The truth about the real size of the US national debt
Everyone got used to the largest officially announced U.S. national debt of 16 trillion dollars. Moreover, despite the dire predictions, the global economy seems to be more or less stable, and recently liberal media have been happily reporting GDP growth in the United States and the European Union. However, it is not all that great.
Let's start with statistics. A number of researchers have conducted studies that indicate that the official U.S. statistics in nearly all areas - from unemployment to price fluctuations - is blatantly distorted and paints a positive picture that is very different from the reality.
The work of Professor James Hamilton of the University of Economics, California who analyzed the size of the public debt of the United States particularly stands out. According to official data since 2008, when the global economic crisis commenced, the U.S. national debt has increased from 5 to 16.4 trillion dollars. The debt is repaid by ordinary taxpayers who pay approximately $220 billion annually in interest alone.
This huge sum emerged due to the fact that in an effort to get out of the crisis, the Federal Reserve in coordination with the U.S. authorities pumped money into the economy and bought a lot of assets. Accordingly, the amount of state debt increased every year, and the interest on the debt service alone by 2021 will exceed the costs of defense spending.
Given these figures, Professor Hamilton has calculated the value of the U.S. government debt that consists of the debts of individual states, corporations, individuals, government welfare payments and other obligations of the federal U.S. government to its creditors. The resulting figure is a staggering 70 trillion dollars. The U.S. lawmakers allowed debt ceiling of 16.4 trillion dollars that has been reached late last year, then U.S. Treasury Secretary Timothy Geithner informed Congress about the beginning of the suspension of debt repayments and emergency measures to avoid a default. If this research is only half true, it means that the U.S. is in a state of a default.
The fact that this assumption is not far from the truth is evidenced by the situation in American cities. Hundreds of cities are not able to pay their bills and fulfill social obligations. According to the World Bank, this may lead to their bankruptcy, putting the country on the brink of a sovereign default in the next three years.
As of August 1, 2013, 12 U.S. cities have declared themselves bankrupt and insolvent. Nearly 350 small and medium-sized cities in the country and 113 municipal districts of large cities, particularly New York, are close to doing that. In mid-July, the City Hall of the former automotive capital of the United States Detroit has filed for bankruptcy. The city's debt amounts to 18 billion, of which 9.2 billion are pensions and medical.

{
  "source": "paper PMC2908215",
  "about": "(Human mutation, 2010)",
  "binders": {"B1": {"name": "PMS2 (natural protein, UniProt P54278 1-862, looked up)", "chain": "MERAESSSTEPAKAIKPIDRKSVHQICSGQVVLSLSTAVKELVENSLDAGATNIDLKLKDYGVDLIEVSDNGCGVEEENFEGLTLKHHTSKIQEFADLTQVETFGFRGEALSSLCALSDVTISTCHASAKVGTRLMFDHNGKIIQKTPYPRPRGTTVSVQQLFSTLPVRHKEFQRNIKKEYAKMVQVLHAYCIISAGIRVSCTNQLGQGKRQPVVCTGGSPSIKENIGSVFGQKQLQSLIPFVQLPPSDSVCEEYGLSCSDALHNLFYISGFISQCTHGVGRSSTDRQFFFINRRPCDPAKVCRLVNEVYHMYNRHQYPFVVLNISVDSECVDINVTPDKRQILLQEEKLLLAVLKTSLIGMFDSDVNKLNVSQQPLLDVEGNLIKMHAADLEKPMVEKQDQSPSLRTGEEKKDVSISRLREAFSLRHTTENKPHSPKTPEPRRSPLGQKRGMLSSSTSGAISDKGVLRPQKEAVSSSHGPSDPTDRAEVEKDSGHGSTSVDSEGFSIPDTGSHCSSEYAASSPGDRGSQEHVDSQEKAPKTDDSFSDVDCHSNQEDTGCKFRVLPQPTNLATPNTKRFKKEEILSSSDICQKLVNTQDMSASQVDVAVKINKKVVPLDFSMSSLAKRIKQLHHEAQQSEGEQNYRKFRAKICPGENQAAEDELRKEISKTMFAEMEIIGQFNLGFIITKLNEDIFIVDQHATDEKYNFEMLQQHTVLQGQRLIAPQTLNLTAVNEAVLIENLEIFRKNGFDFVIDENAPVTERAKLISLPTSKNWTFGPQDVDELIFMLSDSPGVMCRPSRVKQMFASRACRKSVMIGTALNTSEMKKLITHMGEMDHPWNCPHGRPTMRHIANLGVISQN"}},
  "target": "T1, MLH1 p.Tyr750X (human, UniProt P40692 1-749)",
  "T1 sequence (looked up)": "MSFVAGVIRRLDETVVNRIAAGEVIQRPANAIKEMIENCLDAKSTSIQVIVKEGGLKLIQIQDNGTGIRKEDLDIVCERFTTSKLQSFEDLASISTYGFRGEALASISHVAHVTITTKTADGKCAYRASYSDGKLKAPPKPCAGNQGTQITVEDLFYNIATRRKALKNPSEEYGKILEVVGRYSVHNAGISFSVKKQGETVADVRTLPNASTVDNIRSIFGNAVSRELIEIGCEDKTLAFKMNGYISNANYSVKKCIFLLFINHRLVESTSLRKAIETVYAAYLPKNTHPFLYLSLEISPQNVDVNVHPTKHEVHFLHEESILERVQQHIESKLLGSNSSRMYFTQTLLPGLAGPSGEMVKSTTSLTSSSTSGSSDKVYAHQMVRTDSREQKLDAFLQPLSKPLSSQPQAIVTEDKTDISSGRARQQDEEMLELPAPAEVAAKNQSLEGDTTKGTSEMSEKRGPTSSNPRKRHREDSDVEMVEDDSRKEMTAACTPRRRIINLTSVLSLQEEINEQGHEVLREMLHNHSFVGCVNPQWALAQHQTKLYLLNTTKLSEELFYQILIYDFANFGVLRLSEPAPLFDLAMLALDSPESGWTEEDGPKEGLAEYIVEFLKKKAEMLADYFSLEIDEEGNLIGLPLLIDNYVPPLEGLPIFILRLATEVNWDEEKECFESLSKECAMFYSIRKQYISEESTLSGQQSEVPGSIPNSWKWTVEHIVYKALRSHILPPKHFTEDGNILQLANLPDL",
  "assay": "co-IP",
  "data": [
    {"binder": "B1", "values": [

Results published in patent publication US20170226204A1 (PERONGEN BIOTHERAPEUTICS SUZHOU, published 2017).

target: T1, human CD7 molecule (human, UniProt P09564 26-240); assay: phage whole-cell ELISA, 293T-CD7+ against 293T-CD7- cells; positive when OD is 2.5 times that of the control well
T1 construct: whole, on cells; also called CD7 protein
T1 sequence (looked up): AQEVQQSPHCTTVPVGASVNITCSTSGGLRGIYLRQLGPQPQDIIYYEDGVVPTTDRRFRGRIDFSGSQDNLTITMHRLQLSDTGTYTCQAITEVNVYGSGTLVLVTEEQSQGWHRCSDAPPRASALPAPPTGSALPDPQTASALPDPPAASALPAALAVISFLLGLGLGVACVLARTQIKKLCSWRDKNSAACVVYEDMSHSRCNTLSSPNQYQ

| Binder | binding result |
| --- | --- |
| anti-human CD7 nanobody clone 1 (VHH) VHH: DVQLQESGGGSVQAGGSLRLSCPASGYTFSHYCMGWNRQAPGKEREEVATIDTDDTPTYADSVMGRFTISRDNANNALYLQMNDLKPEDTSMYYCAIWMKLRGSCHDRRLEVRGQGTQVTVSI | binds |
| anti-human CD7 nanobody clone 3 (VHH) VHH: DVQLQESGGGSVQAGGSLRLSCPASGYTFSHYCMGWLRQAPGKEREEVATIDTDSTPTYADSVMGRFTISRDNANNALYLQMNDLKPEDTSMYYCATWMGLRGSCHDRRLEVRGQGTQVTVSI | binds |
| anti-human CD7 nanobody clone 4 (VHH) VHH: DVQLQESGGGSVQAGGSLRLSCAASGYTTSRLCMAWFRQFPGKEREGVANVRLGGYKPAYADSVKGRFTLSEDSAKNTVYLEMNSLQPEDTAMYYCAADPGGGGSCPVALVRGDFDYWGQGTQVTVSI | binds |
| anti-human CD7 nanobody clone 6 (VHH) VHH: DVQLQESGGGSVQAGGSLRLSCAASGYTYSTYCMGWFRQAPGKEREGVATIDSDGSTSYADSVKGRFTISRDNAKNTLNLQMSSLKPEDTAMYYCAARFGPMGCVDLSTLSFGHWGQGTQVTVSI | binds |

The overall deficit of the pension fund in the U.S. is $2.7 trillion, or 17 percent of GDP. The lack of money in the pension fund, for example, in Illinois is 2.5 times the amount of annual tax revenues, Connecticut - 1.9, Kentucky - 1.4 times.
The largest bankrupt city is currently Stockton, California, with 300,000 thousand residents. The situation in this city can show what will happen to other cities dealing with financial difficulties. The police department was cut by half, and the streets got filled with homeless, drug dealers and gangs of drunk teenagers. This year, 56 murders were recorded in the city, while in New York with the 15 million residents 414 such crimes were registered.
Meanwhile, Stockton, like another bankrupt city of San Bernardino, is located in the richest state of California. What can be said about other states when Los Angeles has a budget deficit of $238 million and prospects of a default in the next year?
Washington carefully conceals the information on the extent of the crisis in the country that followed the canons of monetarism. However, the information becomes known to the world, and the U.S. allies and partners are not happy because they know that the United States will emerge from the crisis in any way they can. They may be solving their problems at the expense of other countries, in particular Russia, as it has happened many times before, for example, in the case of placing Kudrin's oil and gas revenues in U.S. Treasury obligations
In light of this example the planned reduction in the exchange rate of the ruble announced by the Russian Minister of Finance early summer is not surprising. Empty dollars can be exchanged for even more rubles to buy quite tangible assets, including during the second phase of privatization that would help to close huge budget gaps. Likely there will be no problems in this fascinating process, as ardent liberals and adherents of the Chicago School of Economics and adepts of the U.S. sit in the economic block of the Russian government.